the bill area, however, where key rates were unchanged to down about 10 basis points. In the latest auctions, the 3- and

6-month bills were sold at average rates of 5.23 and 5.30 percent, down just slightly from 5.25 and 5.39 percent just before the last meeting. At times, bill supplies were

curtailed because of Treasury debt ceiling constraints, but net

over the period the Treasury raised about


billion in the

bill market, about half of it through a $4 billion cash management bill that just settled yesterday. Yields on coupon issues of various maturity were down about 20-40 basis points, responding essentially to a sense that the economy's expansion remains on the moderate to sluggish side--even though some specific indicators looked stronger at times. Actual and anticipated strengthening of

foreign demand for U . S . securities was also helpful to the coupon market, based in part on official statements looking forward to a steadier dollar and a few signs that the trade deficit might be starting to turn down. Given the lackluster

view of the economy, and a subsidence of concerns about near-term inflation and growth in the broader money measures, there is some sense that monetary policy could turn a notch more accommodative, including another discount rate cut--but generally a move is not expected on the immediate horizon. Also, there is not much conviction that such a move would in itself bring lower long-term rates, although the anticipated softness in the economy could well have that effect. Let me

add as a footnote that early indications suggest no big market reaction to yesterday's election results. There was a modest

markdown of prices overseas, but it did not seem to be carrying through.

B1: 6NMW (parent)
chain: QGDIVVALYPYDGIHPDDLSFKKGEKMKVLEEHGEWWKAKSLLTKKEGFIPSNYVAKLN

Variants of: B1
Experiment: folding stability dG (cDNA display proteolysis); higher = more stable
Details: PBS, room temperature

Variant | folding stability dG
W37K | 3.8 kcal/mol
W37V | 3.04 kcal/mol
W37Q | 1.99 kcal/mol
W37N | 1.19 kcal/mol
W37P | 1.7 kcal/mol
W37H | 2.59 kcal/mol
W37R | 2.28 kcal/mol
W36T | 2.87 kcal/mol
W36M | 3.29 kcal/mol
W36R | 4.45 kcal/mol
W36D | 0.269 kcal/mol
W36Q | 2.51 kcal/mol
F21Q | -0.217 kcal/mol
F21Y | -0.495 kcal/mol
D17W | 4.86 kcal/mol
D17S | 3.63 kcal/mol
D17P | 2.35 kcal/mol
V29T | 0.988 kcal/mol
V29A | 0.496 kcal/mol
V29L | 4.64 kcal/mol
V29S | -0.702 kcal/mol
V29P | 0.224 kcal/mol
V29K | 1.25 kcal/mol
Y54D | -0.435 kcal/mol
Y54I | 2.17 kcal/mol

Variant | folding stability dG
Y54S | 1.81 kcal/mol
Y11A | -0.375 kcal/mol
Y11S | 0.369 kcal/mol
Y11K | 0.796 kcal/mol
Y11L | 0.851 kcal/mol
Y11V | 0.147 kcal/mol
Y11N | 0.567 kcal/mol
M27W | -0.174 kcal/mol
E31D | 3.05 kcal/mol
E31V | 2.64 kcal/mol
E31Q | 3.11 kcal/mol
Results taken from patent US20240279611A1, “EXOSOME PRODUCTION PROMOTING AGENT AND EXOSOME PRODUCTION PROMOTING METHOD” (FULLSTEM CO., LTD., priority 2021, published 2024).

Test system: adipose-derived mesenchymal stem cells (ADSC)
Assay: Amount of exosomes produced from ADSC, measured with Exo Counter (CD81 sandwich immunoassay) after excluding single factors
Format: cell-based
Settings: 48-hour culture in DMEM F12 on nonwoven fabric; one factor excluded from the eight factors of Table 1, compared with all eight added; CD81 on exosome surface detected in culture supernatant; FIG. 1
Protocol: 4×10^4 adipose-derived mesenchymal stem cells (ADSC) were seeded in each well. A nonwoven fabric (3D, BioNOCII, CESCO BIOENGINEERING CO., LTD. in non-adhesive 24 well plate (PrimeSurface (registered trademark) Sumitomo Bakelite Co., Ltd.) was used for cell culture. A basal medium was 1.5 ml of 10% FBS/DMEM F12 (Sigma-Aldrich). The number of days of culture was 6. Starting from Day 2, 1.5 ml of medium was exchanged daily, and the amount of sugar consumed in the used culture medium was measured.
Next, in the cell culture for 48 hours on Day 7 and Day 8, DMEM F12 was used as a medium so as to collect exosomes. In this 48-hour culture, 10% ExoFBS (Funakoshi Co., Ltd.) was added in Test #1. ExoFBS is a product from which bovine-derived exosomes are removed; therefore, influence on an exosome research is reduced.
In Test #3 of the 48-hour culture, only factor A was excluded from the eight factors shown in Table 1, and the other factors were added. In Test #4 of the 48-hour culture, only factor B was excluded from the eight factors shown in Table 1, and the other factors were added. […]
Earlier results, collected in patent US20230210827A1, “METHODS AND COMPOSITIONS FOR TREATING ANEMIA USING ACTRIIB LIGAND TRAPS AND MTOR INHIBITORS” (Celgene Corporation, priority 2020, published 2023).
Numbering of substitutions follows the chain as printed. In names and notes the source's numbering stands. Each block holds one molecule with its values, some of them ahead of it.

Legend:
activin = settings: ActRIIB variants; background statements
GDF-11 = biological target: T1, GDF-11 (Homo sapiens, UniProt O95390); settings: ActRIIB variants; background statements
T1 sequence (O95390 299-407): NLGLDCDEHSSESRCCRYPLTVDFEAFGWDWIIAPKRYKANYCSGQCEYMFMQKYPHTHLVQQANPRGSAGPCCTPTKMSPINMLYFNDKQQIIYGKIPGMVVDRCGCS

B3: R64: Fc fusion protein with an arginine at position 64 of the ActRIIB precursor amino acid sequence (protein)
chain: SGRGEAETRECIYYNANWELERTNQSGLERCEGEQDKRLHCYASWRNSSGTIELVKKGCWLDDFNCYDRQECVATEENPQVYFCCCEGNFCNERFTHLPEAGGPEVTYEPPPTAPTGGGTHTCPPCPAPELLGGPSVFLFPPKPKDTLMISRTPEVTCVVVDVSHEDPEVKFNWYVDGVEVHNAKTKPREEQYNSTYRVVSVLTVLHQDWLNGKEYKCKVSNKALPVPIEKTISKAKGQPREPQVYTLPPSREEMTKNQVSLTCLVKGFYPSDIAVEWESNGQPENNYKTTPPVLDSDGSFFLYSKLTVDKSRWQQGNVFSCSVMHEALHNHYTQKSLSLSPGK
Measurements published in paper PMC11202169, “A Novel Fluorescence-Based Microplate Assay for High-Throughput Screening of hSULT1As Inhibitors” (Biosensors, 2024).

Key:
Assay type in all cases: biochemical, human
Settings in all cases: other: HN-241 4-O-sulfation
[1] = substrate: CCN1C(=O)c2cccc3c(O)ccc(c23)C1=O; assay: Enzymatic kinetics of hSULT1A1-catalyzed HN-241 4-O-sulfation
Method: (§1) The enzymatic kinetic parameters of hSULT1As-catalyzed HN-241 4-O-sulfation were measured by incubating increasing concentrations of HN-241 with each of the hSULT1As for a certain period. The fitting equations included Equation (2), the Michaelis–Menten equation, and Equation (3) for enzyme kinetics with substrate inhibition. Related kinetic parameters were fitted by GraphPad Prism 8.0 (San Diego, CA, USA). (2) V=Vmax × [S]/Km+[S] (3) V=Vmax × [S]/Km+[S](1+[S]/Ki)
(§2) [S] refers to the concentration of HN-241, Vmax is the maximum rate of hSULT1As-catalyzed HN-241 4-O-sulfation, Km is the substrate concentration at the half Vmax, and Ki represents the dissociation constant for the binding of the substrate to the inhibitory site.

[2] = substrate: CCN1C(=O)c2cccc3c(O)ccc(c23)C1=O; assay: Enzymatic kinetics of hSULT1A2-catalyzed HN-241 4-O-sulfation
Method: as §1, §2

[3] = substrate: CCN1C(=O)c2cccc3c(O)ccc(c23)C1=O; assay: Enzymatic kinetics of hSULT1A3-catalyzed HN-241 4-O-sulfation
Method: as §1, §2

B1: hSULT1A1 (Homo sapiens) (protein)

The Treasury has been raising substantial sums in the

coupon market--about $13 billion in the intermeeting period not

counting the quarterly refunding issues for which auctions
began yesterday. These refunding issues which are also being

auctioned today and tomorrow, will raise a further $15 112
billion of net new money. In line with recent Committee

discussion, the System's holdings of maturing issues in this
refunding will be exchanged predominantly for the 3-year issue,
with only quite modest amounts going into the 10- and 30-year

M. J. P r e l l
November 5, 1986
FOEIC B r i e f i n g
Economic S i t u a t i o n and Outlook

The f o r e c a s t we've provided f o r this meeting i s b r o a d l y similar t o
tliose p r e s e n t e d a t p r e v i o u s meetings.

We a r e looking f o r t h e economy t o grow

a b i t f a s t e r i n tlie coining y e a r o r s o , and f o r i n f l a t i o n t o p i c k up a l i t t l e because of developments i n the o i l and f o r e i g n exchange markets.
I n the a n t i ­

c i p a t e d p o l i c y envlronment, i i i c l u d l n g the moderate s h i f t i n the d i r e c t i o n of f i s c a l p o l i c y , growth i n domestic demand should b e r e s t r a i n e d while r e s o u r c e s a r e s h i f t e d a t t h e margin toward tlie t r a d e a b l e goods s e c t o r . U n f o r t u n a t e l y , t h e r e is not y e t much evidence w i t h which t o confirm t h a t t h e s e t r e n d s are i n d e e d emerging i n t h e c u r r e n t q u a r t e r . Few of t h e

d a t a now i n hand go beyoud September, aud some d o n ' t go t h a t f a r .

Our f o r e -

c a s t of 3 p e r c e n t r e a l GNP f o r this q u a r t e r tlius depends on i n f e r e n c e s drawn from a v e r y s m a l l pool of i n f o r m a t i o n on p r o d u c t i o n , s p e n d i n g , and p r i c e s .

On t h e p r o d u c t i o n s i d e , t h r e e p l e c e s of i n f o r m a t i o n s t a n d o u t .


t h e employment r e p o r t f o r September showed a r e l a t i v e l y s m a l l i n c r e a s e i n p a y r o l l s , a f u r t h e r d e c l i n e i n manufacturing j o b s , and a f l a t t o t a l f o r pro­ d u c t i o n worker h o u r s .
T h i s , coupled w l t l i o t h e r i n d i c a t o r s and a n e c d o t e s , has

l e d u s t o e x p e c t a r a t h e r moderate i n c r e a s e on a v e r a g e i n l a b o r i n p u t s i n tlie c u r r e n t q u a r t e r . Second, however, even a l l o w i n g f o r a trimming of assembly